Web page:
WASHINGTON, April 11, 2011 – Some 1.5 billion people live in countries affected by repeated cycles of political and criminal violence, and no low-income fragile or conflict-affected country has yet to achieve a single Millennium Development Goal. Fixing the economic, political, and security problems that disrupt development and trap fragile states in cycles of violence requires strengthening national institutions and improving governance in ways that prioritize citizen security, justice, and jobs, according to a new report from the World Bank.
“If we are to break the cycles of violence and lessen the stresses that drive them, countries must develop more legitimate, accountable and capable national institutions that provide for citizen security, justice and jobs.” said World Bank President Robert B. Zoellick. “Children living in fragile states are twice as likely to be undernourished and three times as likely to be out of school. And the effects of violence in one area can spread to neighboring states and to other parts of the world, hurting development prospects of others and impeding economic prospects for entire regions.”
The World Development Report 2011: Conflict, Security and Development follows a speech delivered by Zoellick in 2008 to the International Institute for Strategic Studies, entitled “Fragile States: Securing Development”. Noting that military and development disciplines too often worked on separate paths, Zoellick called for bringing security and development together to break the cycles of fragility and violence affecting more than one billion people.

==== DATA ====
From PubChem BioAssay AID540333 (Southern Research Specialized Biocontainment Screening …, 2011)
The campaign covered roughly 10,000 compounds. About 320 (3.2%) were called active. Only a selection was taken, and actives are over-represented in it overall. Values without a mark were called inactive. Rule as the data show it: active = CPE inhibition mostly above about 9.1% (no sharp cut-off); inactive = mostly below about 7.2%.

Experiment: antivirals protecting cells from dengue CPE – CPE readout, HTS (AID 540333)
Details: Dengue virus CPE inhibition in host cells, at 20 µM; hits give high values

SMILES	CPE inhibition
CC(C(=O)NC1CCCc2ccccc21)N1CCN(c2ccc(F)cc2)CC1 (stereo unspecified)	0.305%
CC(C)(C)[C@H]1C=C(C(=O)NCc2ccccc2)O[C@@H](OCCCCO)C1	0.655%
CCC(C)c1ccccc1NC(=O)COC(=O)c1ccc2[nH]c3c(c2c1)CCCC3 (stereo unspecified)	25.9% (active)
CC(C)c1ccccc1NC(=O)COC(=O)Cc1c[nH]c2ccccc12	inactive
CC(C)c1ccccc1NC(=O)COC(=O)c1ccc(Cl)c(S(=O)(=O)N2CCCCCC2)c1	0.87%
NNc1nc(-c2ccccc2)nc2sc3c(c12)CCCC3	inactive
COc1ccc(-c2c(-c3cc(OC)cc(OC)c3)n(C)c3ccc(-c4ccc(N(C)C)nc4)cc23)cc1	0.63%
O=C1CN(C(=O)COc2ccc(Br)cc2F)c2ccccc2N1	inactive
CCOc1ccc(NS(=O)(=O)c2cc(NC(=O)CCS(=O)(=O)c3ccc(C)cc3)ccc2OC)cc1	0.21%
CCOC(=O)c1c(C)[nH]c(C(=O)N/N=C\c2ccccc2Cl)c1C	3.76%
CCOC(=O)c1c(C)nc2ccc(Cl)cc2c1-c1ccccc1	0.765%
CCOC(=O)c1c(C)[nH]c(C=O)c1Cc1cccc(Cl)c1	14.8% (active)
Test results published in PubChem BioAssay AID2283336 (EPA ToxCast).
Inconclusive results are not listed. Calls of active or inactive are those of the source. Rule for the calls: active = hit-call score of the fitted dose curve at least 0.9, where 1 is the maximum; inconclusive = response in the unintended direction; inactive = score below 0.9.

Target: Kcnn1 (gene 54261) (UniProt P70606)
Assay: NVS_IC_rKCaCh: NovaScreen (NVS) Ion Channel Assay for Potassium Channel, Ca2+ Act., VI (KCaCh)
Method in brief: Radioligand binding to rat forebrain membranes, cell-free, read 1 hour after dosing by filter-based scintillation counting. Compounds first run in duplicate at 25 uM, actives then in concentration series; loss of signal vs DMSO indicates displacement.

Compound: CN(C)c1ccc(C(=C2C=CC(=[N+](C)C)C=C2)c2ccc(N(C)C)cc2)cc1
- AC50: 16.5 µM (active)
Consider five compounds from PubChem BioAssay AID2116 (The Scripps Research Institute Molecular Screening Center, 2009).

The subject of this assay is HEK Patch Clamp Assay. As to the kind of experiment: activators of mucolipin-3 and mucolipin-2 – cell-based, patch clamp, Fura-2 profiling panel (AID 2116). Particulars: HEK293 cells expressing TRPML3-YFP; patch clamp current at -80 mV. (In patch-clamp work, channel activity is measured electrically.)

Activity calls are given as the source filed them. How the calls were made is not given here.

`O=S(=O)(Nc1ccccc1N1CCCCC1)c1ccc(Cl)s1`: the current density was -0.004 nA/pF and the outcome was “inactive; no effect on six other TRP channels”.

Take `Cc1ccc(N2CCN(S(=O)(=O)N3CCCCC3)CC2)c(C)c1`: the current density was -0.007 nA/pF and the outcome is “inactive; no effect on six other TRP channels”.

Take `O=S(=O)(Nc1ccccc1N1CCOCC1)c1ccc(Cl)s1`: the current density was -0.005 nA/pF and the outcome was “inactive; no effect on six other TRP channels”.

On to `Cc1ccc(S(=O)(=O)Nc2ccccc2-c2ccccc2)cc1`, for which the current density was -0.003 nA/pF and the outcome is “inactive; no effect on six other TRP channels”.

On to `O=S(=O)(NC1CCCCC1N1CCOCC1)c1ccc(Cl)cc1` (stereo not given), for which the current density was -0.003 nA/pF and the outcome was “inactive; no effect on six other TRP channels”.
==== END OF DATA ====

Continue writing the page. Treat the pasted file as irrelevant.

The report notes that at least 1.5 billion people are still affected by current violence or its legacies. The report shows how 21st century organized violence appears to be spurred by a range of domestic and international stresses, such as youth unemployment, income shocks, tensions among ethnic, religious or social groups, and trafficking networks. In citizen surveys done for the report, unemployment was overwhelmingly the most important factor cited for recruitment into gangs and rebel movements. Risks of violence are greater when high stresses combine with weak capacity or lack of legitimacy in key national institutions, as shown by the recent turbulence in the Middle East and North Africa.
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